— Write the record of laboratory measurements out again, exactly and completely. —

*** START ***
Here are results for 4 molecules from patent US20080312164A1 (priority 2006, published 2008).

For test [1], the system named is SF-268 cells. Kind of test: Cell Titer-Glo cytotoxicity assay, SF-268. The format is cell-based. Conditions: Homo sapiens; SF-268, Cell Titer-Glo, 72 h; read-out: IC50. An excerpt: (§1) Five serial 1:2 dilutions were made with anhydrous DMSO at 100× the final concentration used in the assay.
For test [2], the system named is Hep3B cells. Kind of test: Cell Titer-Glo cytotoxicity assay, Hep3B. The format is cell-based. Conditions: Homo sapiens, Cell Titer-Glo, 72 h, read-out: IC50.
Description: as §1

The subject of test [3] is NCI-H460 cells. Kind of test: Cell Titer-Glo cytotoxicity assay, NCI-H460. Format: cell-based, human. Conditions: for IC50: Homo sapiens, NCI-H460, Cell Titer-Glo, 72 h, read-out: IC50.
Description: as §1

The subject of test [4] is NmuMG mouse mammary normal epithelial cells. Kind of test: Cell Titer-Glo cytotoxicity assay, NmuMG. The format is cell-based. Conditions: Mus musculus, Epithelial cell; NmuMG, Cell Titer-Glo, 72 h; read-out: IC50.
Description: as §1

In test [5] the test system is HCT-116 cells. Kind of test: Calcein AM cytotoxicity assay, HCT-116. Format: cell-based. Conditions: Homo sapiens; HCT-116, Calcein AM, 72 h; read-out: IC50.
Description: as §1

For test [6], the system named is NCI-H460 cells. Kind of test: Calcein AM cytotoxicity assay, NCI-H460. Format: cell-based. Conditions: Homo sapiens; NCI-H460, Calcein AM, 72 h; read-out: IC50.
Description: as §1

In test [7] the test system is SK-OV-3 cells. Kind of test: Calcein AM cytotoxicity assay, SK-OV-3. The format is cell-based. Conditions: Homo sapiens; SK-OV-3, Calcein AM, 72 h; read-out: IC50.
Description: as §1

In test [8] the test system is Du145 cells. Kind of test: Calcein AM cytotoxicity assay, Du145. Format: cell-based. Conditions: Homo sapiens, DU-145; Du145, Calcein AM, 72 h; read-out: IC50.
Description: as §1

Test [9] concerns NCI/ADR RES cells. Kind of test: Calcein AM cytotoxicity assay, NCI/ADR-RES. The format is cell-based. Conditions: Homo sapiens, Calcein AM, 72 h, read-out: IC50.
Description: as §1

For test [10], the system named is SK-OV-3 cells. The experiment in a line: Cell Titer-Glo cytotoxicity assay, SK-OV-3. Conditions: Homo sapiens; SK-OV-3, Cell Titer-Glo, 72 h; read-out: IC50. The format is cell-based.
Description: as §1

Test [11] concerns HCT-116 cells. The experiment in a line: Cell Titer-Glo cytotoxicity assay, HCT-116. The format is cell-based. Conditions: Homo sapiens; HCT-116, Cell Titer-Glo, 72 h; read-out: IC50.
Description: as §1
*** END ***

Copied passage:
Here are results for 4 molecules from patent US20080312164A1 (priority 2006, published 2008).

For test [1], the system named is SF-268 cells. Kind of test: Cell Titer-Glo cytotoxicity assay, SF-268. The format is cell-based. Conditions: Homo sapiens; SF-268, Cell Titer-Glo, 72 h; read-out: IC50. An excerpt: (§1) Five serial 1:2 dilutions were made with anhydrous DMSO at 100× the final concentration used in the assay.
For test [2], the system named is Hep3B cells. Kind of test: Cell Titer-Glo cytotoxicity assay, Hep3B. The format is cell-based. Conditions: Homo sapiens, Cell Titer-Glo, 72 h, read-out: IC50.
Description: as §1

The subject of test [3] is NCI-H460 cells. Kind of test: Cell Titer-Glo cytotoxicity assay, NCI-H460. Format: cell-based, human. Conditions: for IC50: Homo sapiens, NCI-H460, Cell Titer-Glo, 72 h, read-out: IC50.
Description: as §1

The subject of test [4] is NmuMG mouse mammary normal epithelial cells. Kind of test: Cell Titer-Glo cytotoxicity assay, NmuMG. The format is cell-based. Conditions: Mus musculus, Epithelial cell; NmuMG, Cell Titer-Glo, 72 h; read-out: IC50.
Description: as §1

In test [5] the test system is HCT-116 cells. Kind of test: Calcein AM cytotoxicity assay, HCT-116. Format: cell-based. Conditions: Homo sapiens; HCT-116, Calcein AM, 72 h; read-out: IC50.
Description: as §1

For test [6], the system named is NCI-H460 cells. Kind of test: Calcein AM cytotoxicity assay, NCI-H460. Format: cell-based. Conditions: Homo sapiens; NCI-H460, Calcein AM, 72 h; read-out: IC50.
Description: as §1

In test [7] the test system is SK-OV-3 cells. Kind of test: Calcein AM cytotoxicity assay, SK-OV-3. The format is cell-based. Conditions: Homo sapiens; SK-OV-3, Calcein AM, 72 h; read-out: IC50.
Description: as §1

In test [8] the test system is Du145 cells. Kind of test: Calcein AM cytotoxicity assay, Du145. Format: cell-based. Conditions: Homo sapiens, DU-145; Du145, Calcein AM, 72 h; read-out: IC50.
Description: as §1

Test [9] concerns NCI/ADR RES cells. Kind of test: Calcein AM cytotoxicity assay, NCI/ADR-RES. The format is cell-based. Conditions: Homo sapiens, Calcein AM, 72 h, read-out: IC50.
Description: as §1

For test [10], the system named is SK-OV-3 cells. The experiment in a line: Cell Titer-Glo cytotoxicity assay, SK-OV-3. Conditions: Homo sapiens; SK-OV-3, Cell Titer-Glo, 72 h; read-out: IC50. The format is cell-based.
Description: as §1

Test [11] concerns HCT-116 cells. The experiment in a line: Cell Titer-Glo cytotoxicity assay, HCT-116. The format is cell-based. Conditions: Homo sapiens; HCT-116, Cell Titer-Glo, 72 h; read-out: IC50.
Description: as §1